The Quotable Morse Peckham
On Literature, Life, and Beyond

Topic

"The corporations of this country own the universities, and ... the universities are primarily instruments of the corporations. ... By 'own' I mean that the universities exist primarily to provide the corporations with replacement parts for worn-out or otherwise discarded personnel and with additional parts for expansion."
["The Corporation's Role in Today's Crisis of Cultural Incoherence" (1971) in Romanticism and Behavior: Collected Essays II (Columbia, SC: University of South Carolina Press, 1976), 266.]

"The simple fact seems to be that the enormous expansion of universities in the past couple of decades has been financially possible only because it costs half as much to put a graduate student in the classroom as it does to put a full-time teacher paid at the bottom of the scale. Moreover, graduate students have not only paid with years of productive life for that expansion; they have also paid in the deterioration of their graduate study, and all their students will pay for it, and are paying for it."
["A Doctor of Philosophy in the Humanities?" South Atlantic Bulletin 40/1 (1975): 30]

"My attitude was and is that the first ten years after your Ph.D. are the most important years of your life, for in those years you have the chance to learn something because you want to know it, not because some son-of-a-bitch tells you you've got to know it."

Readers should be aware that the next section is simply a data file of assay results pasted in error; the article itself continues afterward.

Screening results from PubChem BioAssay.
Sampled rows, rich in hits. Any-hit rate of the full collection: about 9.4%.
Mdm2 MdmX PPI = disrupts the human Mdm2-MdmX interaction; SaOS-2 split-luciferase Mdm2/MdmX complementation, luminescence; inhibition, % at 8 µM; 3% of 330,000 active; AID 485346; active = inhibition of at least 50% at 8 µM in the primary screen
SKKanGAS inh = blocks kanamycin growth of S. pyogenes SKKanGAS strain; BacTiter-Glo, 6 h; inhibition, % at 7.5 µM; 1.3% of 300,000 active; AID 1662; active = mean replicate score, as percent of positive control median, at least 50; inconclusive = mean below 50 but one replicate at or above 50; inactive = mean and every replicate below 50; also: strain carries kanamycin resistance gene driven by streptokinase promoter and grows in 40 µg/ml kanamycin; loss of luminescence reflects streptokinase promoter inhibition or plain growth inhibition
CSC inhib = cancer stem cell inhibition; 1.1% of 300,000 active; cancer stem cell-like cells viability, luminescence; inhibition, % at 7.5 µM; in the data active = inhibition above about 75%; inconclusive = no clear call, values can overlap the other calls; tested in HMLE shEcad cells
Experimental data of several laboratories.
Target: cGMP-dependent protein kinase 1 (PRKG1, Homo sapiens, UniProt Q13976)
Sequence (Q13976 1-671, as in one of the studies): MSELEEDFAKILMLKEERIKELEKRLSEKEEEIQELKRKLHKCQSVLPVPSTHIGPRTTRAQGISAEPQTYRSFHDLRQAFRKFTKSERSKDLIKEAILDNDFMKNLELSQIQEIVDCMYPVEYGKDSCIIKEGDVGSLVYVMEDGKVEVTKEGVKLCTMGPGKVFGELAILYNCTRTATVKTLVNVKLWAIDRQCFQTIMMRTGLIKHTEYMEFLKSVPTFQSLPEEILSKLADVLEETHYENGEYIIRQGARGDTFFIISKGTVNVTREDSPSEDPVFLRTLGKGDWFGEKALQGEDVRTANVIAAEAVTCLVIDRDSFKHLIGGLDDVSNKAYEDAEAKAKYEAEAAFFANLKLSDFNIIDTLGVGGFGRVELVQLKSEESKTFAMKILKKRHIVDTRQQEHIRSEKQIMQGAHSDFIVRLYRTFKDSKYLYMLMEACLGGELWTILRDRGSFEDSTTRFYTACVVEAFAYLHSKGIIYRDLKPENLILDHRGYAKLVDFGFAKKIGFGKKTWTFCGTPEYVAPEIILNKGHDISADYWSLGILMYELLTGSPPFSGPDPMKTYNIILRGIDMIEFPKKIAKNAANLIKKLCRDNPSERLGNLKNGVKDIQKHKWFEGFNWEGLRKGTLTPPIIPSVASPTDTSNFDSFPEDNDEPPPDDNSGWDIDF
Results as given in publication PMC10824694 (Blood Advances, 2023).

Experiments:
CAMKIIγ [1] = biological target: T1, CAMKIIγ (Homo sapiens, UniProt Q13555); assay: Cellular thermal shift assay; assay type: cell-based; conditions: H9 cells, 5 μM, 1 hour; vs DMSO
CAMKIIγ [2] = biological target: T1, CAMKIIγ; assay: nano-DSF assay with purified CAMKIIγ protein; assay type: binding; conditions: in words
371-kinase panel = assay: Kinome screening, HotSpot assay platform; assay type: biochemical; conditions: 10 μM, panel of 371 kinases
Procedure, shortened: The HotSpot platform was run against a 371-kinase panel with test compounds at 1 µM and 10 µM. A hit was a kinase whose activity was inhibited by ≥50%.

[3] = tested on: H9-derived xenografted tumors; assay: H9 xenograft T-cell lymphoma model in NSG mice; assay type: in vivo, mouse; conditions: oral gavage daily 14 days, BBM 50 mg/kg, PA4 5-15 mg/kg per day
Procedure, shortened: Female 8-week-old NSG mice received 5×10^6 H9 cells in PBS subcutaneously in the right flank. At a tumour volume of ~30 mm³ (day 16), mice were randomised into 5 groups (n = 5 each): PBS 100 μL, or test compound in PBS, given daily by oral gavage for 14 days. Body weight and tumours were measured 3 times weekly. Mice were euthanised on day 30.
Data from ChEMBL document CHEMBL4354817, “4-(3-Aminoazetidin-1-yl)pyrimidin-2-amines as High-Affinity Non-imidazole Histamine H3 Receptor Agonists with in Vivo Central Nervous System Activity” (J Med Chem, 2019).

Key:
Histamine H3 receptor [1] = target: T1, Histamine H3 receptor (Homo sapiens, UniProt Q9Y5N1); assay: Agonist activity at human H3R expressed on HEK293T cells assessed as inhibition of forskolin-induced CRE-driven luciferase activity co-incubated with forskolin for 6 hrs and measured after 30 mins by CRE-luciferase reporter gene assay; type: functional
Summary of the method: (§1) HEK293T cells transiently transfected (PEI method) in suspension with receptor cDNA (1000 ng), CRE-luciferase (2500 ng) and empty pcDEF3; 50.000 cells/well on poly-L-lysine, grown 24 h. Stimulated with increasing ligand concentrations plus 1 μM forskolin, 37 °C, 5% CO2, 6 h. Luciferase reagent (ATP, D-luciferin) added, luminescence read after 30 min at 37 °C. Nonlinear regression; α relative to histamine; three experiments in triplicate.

["A Doctor of Philosophy in the Humanities?" South Atlantic Bulletin 40/1 (1975): 31]

"If something can be done of significance in interdisciplinary study, it can be done only at the colleges. In the universities, even minor-league universities, the academic Mafia is too powerful."
["A Doctor of Philosophy in the Humanities?" South Atlantic Bulletin 40/1 (1975): 31]

"In the universities, if a young man devotes himself wholeheartedly to an interdisciplinary course he is not rewarded, but punished, especially if he does not have tenure."
["A Doctor of Philosophy in the Humanities?" South Atlantic Bulletin 40/1 (1975): 35]

"What have universities traditionally existed for? The answer is clear and obvious. They have existed to provide a trained bureaucracy for the major institutions of their societies."
["A Doctor of Philosophy in the Humanities?" South Atlantic Bulletin 40/1 (1975): 37]

"The last fifteen years have seen a gradual reduction or even elimination of devices for removing a student from college before graduation. It has begun to appear that the higher educational establishment has ceased to be a sifting institution, but has become a custodial institution, a place where, as Matthew Arnold so pungently put it, the young barbarians are all at play."
["A Doctor of Philosophy in the Humanities?" South Atlantic Bulletin 40/1 (1975): 41]

"Graduate students, wherever I have attended graduate school since the War or have taught, tend to be a very unhappy group of people."
["A Doctor of Philosophy in the Humanities?" South Atlantic Bulletin 40/1 (1975): 44]